A week or so ago, while sitting at my desk, I felt a sensation of being watched, looked out my riverview window, and saw a yearling buck standing in the small glade on the island directly across from the cottage. Then, three or for days later, I again felt the urge to check for watchers, glanced across the river, and again saw that same yearling buck standing in almost the exact same spot.
Only it wasn't the same deer. Looking closer, I realized there were two similar sized male whitetails, both of whom—for whatever reason—had felt compelled to pause in the same place, assume practically the same broadside stance, and gaze contemplatively my way.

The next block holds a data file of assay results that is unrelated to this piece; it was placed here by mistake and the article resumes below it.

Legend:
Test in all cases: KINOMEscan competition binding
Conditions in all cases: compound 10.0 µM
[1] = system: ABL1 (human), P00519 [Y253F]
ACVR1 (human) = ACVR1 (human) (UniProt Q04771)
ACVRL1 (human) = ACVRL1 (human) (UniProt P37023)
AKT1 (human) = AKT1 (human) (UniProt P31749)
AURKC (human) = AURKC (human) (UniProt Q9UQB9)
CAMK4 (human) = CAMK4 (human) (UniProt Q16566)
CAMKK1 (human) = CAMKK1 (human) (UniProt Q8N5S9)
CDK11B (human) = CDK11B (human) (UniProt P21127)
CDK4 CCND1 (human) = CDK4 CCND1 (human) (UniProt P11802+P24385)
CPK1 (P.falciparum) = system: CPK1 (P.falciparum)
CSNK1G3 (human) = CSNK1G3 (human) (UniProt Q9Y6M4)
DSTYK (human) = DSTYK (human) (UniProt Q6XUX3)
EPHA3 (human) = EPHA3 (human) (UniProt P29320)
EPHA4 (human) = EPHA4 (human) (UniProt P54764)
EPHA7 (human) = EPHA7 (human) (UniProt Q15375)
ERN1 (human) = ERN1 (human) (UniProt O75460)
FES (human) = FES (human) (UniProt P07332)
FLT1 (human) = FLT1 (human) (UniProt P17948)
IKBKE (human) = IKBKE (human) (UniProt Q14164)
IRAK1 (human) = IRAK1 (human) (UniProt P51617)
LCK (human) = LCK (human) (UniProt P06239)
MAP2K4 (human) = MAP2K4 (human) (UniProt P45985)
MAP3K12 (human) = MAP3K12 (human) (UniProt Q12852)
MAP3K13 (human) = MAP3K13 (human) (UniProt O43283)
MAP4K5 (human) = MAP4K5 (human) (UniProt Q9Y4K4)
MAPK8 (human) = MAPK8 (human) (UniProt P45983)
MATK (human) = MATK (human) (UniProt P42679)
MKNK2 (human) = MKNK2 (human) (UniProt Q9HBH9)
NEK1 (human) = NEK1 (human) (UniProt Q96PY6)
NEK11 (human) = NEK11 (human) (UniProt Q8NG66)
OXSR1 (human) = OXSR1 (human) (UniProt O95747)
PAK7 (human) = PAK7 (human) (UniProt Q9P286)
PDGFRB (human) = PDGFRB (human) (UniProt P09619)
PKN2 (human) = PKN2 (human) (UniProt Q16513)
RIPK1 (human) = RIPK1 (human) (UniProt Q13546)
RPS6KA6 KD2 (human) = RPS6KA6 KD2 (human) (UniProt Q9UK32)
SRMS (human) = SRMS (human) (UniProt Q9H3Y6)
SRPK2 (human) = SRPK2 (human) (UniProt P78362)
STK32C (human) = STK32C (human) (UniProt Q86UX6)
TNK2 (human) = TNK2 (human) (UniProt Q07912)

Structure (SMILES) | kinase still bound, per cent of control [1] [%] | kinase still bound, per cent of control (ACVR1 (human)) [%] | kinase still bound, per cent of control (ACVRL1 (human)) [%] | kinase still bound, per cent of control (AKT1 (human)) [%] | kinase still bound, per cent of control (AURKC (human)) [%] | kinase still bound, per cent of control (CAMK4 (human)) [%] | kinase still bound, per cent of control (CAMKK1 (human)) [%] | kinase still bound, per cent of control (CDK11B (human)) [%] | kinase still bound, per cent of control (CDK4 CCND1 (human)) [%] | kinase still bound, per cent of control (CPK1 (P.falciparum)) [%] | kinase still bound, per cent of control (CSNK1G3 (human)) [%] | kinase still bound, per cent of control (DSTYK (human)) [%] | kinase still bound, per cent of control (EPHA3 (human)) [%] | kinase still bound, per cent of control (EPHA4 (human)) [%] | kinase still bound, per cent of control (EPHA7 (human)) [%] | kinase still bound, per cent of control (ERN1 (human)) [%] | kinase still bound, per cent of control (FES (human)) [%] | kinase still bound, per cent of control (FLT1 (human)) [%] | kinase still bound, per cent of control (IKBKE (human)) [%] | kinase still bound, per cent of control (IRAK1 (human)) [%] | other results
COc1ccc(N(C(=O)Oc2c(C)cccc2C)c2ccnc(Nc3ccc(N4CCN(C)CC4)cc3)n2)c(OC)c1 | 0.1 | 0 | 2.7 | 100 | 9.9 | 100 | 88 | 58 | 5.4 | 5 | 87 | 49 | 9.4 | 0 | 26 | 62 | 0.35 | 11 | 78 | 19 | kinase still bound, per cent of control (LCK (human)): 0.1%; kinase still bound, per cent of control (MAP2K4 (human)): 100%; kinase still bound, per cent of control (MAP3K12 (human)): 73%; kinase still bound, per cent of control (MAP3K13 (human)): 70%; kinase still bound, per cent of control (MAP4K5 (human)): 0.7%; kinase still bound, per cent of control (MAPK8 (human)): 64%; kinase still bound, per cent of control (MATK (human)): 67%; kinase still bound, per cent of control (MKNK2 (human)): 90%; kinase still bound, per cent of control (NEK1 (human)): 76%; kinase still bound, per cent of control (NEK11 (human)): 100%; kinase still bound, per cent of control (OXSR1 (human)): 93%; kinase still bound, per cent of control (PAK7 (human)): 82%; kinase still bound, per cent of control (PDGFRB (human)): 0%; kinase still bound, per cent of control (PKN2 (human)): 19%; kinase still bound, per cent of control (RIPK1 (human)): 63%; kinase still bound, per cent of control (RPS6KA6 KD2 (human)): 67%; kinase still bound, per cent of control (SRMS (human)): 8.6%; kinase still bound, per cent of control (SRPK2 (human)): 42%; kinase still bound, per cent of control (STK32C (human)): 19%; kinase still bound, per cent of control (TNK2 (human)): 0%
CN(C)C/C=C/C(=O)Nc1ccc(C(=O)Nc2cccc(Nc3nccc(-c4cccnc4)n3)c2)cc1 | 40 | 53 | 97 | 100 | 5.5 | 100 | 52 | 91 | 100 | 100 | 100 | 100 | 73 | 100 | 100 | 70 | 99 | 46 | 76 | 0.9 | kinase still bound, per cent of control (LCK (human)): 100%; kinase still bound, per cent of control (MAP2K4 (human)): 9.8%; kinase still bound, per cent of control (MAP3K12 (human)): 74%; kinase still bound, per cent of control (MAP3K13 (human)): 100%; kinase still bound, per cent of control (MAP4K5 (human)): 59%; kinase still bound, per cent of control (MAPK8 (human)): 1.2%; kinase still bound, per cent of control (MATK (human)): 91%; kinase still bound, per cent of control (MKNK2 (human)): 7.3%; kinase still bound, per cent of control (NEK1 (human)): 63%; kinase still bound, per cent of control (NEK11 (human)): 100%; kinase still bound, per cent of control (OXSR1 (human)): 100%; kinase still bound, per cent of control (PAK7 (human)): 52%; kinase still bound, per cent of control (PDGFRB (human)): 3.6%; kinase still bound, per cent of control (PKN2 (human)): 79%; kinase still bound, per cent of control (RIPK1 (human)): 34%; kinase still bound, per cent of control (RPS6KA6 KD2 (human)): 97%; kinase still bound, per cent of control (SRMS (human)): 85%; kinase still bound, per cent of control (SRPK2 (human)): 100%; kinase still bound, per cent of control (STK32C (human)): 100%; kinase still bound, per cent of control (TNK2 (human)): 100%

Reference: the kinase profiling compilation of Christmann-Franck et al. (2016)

How do I know they're two different animals? Because the first one—the deer at the top of this post—is a buck with modest forks in his new, velvet-covered antlers. While the second deer sports only stubby spikes. In deer-hunter parlance, a forkhorn and a spikehorn.
Double click the images and compare for yourself.
The amazing thing to me is that both bucks choose to pause and look in my direction from the identical vantage point—standing almost in each other's hoofprints.
I guess the bucks really do stop there!